Chemical Processing Education: Learn By Osmosis

Industry leaders offer you insights via free webinars.

By Traci Purdum, Senior Digital Editor

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When I learned about osmosis in grade school I started fantasizing about how cool it would be to apply that theory to learning. If only I could place my textbooks under my pillow and have the knowledge that lay within seep through to my brain during my sleep.

Trust me when I tell you it doesn't work that way. To learn via osmosis I had to refine my technique. What I did find useful to help prepare for exams was to play tapes while I was doing simple chores. For example, while I was weeding the flower beds I also was learning how to conjugate verbs in French. (Écouter (to listen to): écoute, écouterai, écoutais, écoutant – See, I can still do it!)

Using the same theory, I have learned so much from Chemical Processing's free Webinars and online panel discussions. I serve as moderator for these events and can't help but pick up things.

Our production team does a terrific job of rounding up top-notch speakers who are a part of the chemical processing community. From these folks I have learned the finer points of energy-efficient synchronous belt drives as well as how to pinpoint problems within steam and process-heating systems during the "Energy Efficiency" panel discussion.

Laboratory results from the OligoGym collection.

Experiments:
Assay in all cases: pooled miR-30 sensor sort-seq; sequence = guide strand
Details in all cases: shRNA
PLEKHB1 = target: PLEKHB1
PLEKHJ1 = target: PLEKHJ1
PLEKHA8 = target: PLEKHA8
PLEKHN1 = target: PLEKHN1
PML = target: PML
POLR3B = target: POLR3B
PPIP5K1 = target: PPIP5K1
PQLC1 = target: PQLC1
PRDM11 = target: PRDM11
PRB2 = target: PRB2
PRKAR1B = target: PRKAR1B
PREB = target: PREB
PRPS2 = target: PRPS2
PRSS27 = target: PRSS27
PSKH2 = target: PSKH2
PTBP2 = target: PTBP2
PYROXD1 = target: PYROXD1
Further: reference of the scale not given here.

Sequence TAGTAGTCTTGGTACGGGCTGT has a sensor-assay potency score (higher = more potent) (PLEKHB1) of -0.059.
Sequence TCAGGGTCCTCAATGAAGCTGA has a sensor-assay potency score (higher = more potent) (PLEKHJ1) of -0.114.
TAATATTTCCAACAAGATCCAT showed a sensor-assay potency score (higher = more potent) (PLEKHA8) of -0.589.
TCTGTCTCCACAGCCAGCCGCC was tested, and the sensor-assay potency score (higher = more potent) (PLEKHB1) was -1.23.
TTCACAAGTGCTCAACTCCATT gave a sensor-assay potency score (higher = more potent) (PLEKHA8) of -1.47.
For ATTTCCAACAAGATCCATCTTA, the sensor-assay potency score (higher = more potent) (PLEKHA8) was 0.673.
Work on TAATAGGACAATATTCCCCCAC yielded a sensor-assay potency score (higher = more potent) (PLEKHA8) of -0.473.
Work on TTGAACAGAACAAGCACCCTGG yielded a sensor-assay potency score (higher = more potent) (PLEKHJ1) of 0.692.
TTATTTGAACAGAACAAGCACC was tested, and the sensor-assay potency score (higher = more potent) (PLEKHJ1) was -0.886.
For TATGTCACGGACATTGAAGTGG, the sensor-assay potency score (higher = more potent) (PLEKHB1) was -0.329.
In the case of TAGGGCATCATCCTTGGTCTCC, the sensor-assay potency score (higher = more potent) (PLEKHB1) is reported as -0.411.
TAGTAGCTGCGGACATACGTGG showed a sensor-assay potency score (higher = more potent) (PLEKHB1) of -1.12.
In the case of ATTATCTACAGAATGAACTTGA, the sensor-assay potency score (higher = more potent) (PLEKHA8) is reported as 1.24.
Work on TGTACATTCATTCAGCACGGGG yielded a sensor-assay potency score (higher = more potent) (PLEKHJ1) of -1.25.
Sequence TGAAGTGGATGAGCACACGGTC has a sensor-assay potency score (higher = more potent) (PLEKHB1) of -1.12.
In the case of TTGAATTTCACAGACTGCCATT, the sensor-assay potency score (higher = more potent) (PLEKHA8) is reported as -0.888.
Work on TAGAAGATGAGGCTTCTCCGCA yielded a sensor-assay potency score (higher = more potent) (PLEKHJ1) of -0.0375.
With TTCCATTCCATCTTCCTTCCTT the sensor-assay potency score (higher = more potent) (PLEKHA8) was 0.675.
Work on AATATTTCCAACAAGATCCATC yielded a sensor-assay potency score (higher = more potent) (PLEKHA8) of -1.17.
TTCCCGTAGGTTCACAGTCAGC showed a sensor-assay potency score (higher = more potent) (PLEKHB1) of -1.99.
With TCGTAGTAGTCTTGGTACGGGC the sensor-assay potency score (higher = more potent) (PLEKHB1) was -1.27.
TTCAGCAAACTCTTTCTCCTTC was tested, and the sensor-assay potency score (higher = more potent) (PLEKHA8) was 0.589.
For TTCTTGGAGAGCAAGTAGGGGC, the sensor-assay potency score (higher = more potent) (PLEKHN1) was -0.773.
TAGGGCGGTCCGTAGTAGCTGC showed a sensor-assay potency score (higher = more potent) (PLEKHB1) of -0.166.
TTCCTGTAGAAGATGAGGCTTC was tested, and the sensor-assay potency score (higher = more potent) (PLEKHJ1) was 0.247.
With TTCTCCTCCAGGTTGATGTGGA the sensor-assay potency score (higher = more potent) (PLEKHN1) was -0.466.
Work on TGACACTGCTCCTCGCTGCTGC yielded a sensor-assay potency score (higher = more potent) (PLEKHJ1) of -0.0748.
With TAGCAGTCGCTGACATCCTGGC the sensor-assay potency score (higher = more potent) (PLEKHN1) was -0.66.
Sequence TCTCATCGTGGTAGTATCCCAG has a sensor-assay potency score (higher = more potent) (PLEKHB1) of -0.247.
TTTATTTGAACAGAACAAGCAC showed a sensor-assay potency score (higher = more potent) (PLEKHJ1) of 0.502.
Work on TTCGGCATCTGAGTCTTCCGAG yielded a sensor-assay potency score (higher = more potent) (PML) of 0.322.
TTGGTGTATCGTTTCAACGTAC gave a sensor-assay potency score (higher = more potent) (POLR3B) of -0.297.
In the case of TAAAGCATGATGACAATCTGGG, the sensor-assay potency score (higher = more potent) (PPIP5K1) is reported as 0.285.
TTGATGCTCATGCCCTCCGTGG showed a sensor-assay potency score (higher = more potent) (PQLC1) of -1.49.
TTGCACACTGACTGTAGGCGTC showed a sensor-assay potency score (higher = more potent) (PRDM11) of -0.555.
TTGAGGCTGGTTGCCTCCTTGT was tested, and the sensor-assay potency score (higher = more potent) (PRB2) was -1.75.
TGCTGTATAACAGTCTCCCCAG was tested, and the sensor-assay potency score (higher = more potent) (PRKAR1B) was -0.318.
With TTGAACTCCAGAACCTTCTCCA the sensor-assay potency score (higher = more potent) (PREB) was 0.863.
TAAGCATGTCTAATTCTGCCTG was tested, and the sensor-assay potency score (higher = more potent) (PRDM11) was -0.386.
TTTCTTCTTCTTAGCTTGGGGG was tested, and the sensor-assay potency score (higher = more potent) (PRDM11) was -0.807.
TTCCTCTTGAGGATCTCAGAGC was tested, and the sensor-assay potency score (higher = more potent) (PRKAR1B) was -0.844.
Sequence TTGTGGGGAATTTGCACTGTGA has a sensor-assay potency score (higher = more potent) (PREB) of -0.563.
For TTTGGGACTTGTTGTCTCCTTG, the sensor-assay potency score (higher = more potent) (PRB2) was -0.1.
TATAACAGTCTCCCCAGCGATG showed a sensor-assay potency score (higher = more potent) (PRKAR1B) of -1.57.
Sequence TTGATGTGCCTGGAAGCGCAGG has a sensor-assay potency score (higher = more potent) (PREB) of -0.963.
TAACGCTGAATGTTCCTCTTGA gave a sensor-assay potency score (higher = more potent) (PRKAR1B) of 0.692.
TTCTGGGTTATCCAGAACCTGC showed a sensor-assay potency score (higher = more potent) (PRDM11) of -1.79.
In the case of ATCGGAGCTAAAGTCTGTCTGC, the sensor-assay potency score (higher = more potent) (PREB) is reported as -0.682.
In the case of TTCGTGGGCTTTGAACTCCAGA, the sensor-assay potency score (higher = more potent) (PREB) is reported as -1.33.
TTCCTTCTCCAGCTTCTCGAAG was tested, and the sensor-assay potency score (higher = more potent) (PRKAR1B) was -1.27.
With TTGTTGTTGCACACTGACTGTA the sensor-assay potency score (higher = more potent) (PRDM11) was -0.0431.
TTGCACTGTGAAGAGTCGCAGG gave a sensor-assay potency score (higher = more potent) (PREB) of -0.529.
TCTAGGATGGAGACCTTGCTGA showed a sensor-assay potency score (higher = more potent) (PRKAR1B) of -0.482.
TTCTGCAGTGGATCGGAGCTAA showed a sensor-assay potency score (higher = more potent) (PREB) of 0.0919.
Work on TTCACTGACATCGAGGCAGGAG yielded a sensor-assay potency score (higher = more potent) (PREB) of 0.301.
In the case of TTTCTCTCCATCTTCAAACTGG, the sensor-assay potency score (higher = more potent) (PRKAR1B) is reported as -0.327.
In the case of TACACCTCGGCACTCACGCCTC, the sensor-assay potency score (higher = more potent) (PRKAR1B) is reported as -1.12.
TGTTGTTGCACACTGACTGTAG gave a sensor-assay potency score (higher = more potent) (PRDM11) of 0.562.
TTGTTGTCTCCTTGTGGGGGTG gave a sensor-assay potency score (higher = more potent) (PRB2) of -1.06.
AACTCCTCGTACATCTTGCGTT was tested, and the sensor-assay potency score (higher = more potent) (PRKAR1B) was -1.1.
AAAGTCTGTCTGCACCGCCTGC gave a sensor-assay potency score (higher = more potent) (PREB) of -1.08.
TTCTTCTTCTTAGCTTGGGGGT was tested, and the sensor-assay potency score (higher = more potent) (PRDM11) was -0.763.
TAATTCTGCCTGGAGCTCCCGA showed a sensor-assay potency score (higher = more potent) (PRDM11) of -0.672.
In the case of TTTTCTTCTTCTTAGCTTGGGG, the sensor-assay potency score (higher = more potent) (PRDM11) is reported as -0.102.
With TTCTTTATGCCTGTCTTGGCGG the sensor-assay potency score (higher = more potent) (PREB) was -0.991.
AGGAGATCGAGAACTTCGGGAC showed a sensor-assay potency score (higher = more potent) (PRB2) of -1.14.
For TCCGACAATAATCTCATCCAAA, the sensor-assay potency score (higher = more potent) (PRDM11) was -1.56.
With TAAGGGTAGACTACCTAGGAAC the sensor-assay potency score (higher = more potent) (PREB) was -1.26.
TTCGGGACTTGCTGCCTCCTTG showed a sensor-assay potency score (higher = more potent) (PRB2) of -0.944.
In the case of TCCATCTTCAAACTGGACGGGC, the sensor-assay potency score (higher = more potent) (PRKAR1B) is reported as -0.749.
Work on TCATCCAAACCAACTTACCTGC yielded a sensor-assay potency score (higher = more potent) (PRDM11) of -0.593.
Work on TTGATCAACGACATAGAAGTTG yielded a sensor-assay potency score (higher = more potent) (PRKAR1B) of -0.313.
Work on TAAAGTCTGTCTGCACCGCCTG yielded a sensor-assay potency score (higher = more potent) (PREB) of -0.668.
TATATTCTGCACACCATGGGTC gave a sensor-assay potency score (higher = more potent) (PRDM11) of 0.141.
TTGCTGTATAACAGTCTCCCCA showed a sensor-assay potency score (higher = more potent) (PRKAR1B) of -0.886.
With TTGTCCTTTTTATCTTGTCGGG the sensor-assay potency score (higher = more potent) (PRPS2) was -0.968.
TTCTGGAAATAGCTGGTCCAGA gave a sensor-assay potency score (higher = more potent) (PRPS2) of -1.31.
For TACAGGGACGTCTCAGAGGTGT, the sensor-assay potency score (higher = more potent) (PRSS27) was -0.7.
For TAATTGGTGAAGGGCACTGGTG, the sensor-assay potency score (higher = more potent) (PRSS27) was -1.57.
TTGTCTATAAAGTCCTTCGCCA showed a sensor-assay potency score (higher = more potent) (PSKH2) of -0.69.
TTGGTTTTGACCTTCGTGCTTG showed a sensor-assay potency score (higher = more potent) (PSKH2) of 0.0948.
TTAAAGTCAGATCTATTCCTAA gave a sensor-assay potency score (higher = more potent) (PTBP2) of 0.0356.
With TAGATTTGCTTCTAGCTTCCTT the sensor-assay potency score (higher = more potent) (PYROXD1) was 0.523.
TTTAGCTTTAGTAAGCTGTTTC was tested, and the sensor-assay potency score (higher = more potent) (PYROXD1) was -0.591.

I've also listened in as experts on the European Union's REACH (Registration, Evaluation, Authorization and Restriction of Chemical substances) discussed compliance requirements across supply chains — from procurement to manufacturing to distribution — during "The Impact of REACH & GHS on Your Supply Chain/Manufacturing Processes" Web event.

And speaking of the supply chain, during the "Best Practices In Inventory Optimization And Supply Chain Planning" event I learned how Eastman Chemical Co. balances supply with demand to ensure reliable and sustainable order fulfillment across complex chemicals environments.

I also was fortunate enough to sit in on the "Dust Control" panel discussion with several experts that I have met with in person to gain a better understanding of the risks involved with powder and dust in the manufacturing process. In addition to this event, ChemicalProcessing.com will soon be launching a three-part video series on explosion protection featuring interviews I did with Guy Colonna, P.E., division manager, National Fire Protection Association (Guy was one of the panelists on the Dust Control discussion.)

We have a great panel-discussion series set up for the rest of the year including emissions, alarm management and process safety. More information on these upcoming and on-demand events is located online at www.chemicalprocessing.com/webinars. And the videos I just mentioned will be available at http://www.chemicalprocessing.com/cp_videos.

I bet you could learn a thing or two from our educational offerings. And if you have anything you'd like to teach, let me know. We're always looking for good presenters.


Traci Purdum is Chemical Processing's Senior Digital Editor and queen of learning by osmosis. You can e-mail her at tpurdum@putman.net

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